One other note on that night was that Keith being not well acquainted with bussing, forgot to lock the rear door before he came into the gig after changing into his stage gear. Luckily nothing was nicked during the two hours it was left standing in an empty Geordie back street. Yatta was not a happy chappie!
Manchester was next up and I was woken up at 1pm in a sweaty humid sweltering bus, in order to partake of my second interview with BBC Scotland on an ISDN link from a local BBC station. It just seems ironic that I can't get the interviews with the local stations even though I'm there for the link ups. This one was an interview pre-recorded for a transmission across 5 night time shows where I had to pretend I was in a dungeon in isolation and the presenter " came down" to visit me and see how I was doing. It was really funny and didn't go according to plan as I enthused about having some peace and quiet and my experiments with mosquito larvae and pond water to create an ersatz pint of 80 shilling beer. My keep fit regime in the humid atmosphere and new diet added to my enjoyment of the situation which added to the weirdness. It went down well.
The gig surpassed Newcastle and was only a few short of sell out. The set is beginning to gel apart from " JR" which is still too loose at the front end. The medley again really kicks it off but at Manchester, the front end of the set had the gig jumping early. The album's sinking in. After the show, Gordon Oakes, a long serving Company member had been asked to invite us back to his brother's pub outside Manchester. How could we say No? We trundled in at 2 and rolled out at 4.30 continuing to party down on the bus till 6.30 as we careered toward Liverpool. I woke at 4 and could if truth be known have felt better. I was told that there was a problem (surprise, surprise!) Judith Mitchell (aka Benny) of the Company Scouseland had offered to put up posters to advertise a badly advertised gig. So, out she went on Wednesday morning in broad daylight armed with a staple gun and did raids on a number of sites from the back of her mate Wayne's van. The " professional" poster guys who needless to say are not the sort of people you'd meet on a weekly sojourn to a Buddhist temple, got a bit upset and were threatening all sorts of retribution. A mate of Wayne's who runs a security firm in the 'pool had a " quiet word" and it was sorted. Benny, I salute you! The initial figures had been disappointing, but with her work and a walk up we pulled a healthy 350 or so people. But the nightmare was just beginning. The gig was black hole of Calcutta hot, and Keith wandered onto stage to begin POJP. The guitar was out of tune, the gear went down big time, and we had no Keith or just bits of him, the bad bits, for the first 20 minutes or so of the set. It nearly fell apart and the audience, most of whom had been in the local bars for the last couple of days were " difficult to communicate with" . It wasn't even tumbleweed time - it was just that most of them didn't want to listen, they just wanted to participate - all at once.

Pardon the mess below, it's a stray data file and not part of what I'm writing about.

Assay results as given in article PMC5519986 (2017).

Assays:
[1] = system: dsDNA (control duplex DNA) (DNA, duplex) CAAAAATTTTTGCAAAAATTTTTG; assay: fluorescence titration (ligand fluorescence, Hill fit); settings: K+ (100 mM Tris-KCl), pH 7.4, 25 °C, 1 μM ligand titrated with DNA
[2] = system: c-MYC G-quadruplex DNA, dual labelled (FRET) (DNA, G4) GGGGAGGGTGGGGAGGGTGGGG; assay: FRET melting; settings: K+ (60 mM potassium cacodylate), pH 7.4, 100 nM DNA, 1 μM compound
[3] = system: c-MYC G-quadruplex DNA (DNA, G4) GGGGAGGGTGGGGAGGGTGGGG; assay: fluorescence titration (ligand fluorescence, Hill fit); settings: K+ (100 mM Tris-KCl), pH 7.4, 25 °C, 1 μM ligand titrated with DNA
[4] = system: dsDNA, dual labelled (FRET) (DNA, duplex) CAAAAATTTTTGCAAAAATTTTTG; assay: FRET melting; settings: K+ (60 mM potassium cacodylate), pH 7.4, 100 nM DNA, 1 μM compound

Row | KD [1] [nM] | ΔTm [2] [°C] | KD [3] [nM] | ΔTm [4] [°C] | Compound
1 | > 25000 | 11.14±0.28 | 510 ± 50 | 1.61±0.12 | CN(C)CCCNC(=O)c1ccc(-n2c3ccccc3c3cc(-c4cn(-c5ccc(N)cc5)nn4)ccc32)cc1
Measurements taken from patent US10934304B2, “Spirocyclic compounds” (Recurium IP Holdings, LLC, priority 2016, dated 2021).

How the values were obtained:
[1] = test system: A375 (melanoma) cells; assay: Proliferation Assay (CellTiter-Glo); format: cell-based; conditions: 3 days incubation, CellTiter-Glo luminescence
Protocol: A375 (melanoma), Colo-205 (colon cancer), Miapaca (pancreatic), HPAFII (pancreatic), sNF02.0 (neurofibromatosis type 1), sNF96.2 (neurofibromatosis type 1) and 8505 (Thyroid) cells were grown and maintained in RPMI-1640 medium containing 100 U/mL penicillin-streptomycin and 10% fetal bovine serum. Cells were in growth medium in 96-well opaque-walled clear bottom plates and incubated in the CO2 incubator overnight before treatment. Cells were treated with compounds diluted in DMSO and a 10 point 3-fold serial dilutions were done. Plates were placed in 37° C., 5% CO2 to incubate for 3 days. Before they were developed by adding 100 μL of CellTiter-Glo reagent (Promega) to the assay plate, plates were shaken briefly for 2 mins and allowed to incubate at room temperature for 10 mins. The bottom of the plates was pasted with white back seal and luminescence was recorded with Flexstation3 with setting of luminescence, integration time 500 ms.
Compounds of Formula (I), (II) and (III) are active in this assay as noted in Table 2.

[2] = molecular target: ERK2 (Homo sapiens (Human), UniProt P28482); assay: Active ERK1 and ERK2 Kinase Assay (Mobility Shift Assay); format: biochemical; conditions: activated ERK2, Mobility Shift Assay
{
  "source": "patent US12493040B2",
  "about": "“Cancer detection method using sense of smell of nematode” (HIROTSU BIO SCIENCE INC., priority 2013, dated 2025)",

Thankfully, the medley held its own and in the end we scraped a boisterous 3-2 after a host of guitar problems. That was the night Keith met the bear for the first time. He blew up his amps again and new gear had to be shipped in for the Blackwood show next day. Keith went to bed early, we stayed up and got drunk. The audience enjoyed it, we didn't. Blackwood was a strange venue, a miner's club at the bottom of the famous Welsh valleys. Fin Costello an old friend and famous photographer, turned up for a few pints and to see the show. Perhaps one of the best known rock photographers of the 70s (Aerosmith's classic shots, Rush album covers, Deep Purple's photo biographer amongst many others) we'd become buddies when he'd taken my press shots for the Suits era as well as the FOW cover. He loved the show as did the crowd, who were mostly male and mostly built like brick shithouses. It was like playing Mad Max's Thunderdome and I was very careful with the banter. It was all really friendly and we had a great laugh having been drinking with most of the crowd in the bar pre show. Keith's rig was improving but his confidence was low after all the grief he'd been having. He still had hassles that night and was very reserved after the show. We all thought he might have quit after the Liverpool fiasco. The fact that Steve V. and Squeeks have come together brilliantly, and that Mickey is playing out of his skin has also added to the pressure. In any other unit Keith would have got away with a lot of things, but in this band, the quality is so high that the standards are tough to reach. And that pressure applies to me as well as a frontman and singer.
As is always the case, the quietest night from an R&R (rest and relaxation) perspective, was the last of the four in a row. The journey from Blackwood to Wolverhampton for the day off in a hotel was quiet and reserved. I was sharing with Mickey, and after getting in at 12, we showered, (not together BTW) went out did our laundry, had a few pints, had a curry, watched the football (Lucky England!) played pool, drank vodka, and were in bed, not together, by midnight. Phew!!
It was just as well - Wolverhampton Wulfren Hall was a stormer. Again only 10's short of a sell out of 700. We hit a gold patch and the crowd came with us all the way. The day was always going to be a good 'un as Scotland beat Belarus 1-0 to take us closer to the World Cup in France and a few pints pre-gig set me up brilliantly for an occasion to be remembered. Even Keith's rig worked without a problem. After the show a couple of us went out with Roy Wood (Move, Wizzard), an old mate and SAS accomplice, for a traditional post Midland gig curry. More news on that later. I'm off now - it's five minutes to showtime at Cambridge.
Hear me again soon.
Email 12th June 1997